2 min read

Many have assumed that because Martin Luther opposed the Catholic doctrine of the sacraments and championed the Protestant doctrine of justification by faith, he must have been the one who rejected baptism as a salvation event. Nothing could be further from the truth. Luther’s view of the meaning of baptism stands in direct continuity with the New Testament, the early church fathers, and the Catholic scholars who preceded him. He regarded baptism as a might work of God in which the Father, Son and Holy Spirit pour out the full blessings of salvation upon penitent believers.

If White Men Were BlackSpecifically, Luther asserted that forgiveness of sins is initially bestowed in baptism. In his Small Catechism (IV:6), in answer to the question “What gifts of benefits does baptism bestow?” he says first of all, “It affects forgiveness of sins.” This is part of the work of baptism; in it “the forgiveness takes place through God’s covenant” (The Holy and Blessed Sacrament of Baptism, 15).

Forgiveness takes place in baptism because that is where the blood of Christ is applied to the sinner: “Through Baptism, he is bathed in the blood of Christ and is cleansed from sins” (E. Plass, editor, What Luther Says 1:46).

According to Luther, baptism brings not only forgiveness of sins but also a new birth, a change in the inner man that actually eradicates sin. For “it is one thing to forgive sins and another thing to put them away or drive them out… But both the forgiveness and the driving out of sins are the work of baptism (The Holy and Blessed Sacrament of Baptism 15). Thus it is appropriate to speak of baptism as the time when “a person is born again and made new” (ibid, 3).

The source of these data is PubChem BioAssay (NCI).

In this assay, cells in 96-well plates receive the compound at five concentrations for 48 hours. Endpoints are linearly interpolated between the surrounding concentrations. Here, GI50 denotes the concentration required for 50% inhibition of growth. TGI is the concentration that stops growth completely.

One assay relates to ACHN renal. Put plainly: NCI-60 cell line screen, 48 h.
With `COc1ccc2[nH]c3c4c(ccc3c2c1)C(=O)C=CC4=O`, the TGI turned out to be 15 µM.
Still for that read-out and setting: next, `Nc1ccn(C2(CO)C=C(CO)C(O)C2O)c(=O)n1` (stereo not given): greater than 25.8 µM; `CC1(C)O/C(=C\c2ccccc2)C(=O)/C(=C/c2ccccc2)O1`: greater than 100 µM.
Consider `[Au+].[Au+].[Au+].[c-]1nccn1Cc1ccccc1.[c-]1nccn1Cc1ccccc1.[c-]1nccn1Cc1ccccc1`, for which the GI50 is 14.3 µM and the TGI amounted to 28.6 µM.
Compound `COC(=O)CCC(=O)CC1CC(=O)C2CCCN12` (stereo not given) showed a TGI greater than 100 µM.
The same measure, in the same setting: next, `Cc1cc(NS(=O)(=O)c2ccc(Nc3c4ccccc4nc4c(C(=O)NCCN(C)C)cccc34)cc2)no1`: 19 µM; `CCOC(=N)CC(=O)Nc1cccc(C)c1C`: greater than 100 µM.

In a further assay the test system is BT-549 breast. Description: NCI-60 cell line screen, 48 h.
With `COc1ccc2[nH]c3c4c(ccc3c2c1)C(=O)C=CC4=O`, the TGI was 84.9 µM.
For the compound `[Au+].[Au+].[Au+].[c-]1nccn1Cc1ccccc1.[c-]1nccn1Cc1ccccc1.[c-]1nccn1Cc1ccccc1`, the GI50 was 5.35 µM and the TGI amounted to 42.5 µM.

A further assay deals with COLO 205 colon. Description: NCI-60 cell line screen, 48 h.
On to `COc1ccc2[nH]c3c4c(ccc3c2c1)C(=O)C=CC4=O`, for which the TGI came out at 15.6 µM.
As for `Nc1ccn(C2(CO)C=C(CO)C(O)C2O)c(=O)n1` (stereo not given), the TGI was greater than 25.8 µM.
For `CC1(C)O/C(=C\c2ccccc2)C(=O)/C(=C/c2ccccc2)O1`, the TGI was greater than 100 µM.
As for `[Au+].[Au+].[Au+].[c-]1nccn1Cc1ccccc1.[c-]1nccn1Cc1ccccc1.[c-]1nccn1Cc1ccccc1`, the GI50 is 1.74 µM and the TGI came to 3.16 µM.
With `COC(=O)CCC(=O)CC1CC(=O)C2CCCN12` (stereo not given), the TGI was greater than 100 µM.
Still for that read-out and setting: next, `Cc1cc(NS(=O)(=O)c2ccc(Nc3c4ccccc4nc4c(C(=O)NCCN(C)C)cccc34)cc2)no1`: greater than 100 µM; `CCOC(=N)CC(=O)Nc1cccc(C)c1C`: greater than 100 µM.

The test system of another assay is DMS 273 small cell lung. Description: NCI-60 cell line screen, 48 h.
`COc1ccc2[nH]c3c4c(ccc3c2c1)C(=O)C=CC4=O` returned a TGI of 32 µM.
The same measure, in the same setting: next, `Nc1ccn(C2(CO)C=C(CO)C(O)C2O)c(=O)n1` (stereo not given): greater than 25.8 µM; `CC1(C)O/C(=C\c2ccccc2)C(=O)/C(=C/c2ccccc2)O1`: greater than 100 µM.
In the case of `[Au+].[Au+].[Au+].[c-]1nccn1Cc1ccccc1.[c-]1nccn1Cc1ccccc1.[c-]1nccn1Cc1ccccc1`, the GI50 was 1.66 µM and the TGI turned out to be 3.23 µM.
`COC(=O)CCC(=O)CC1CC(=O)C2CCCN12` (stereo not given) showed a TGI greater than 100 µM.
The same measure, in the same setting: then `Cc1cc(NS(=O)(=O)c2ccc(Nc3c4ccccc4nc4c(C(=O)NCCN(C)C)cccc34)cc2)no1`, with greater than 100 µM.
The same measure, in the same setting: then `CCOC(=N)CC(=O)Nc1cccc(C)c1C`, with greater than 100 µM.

In short, Luther clearly proclaimed that baptism is for salvation: “Through baptism man is saved (ibid, 6). In answer to the question of the purpose of baptism, i.e. “what benefits, gifts and effects it brings,” he gave this answer: “To put it most simply, the power, effect, benefit, fruit and purpose of Baptism is to save” (The Large Catechism IV:23,24). One is baptized so that he “may receive in the water the promised salvation” (ibid, IV:36).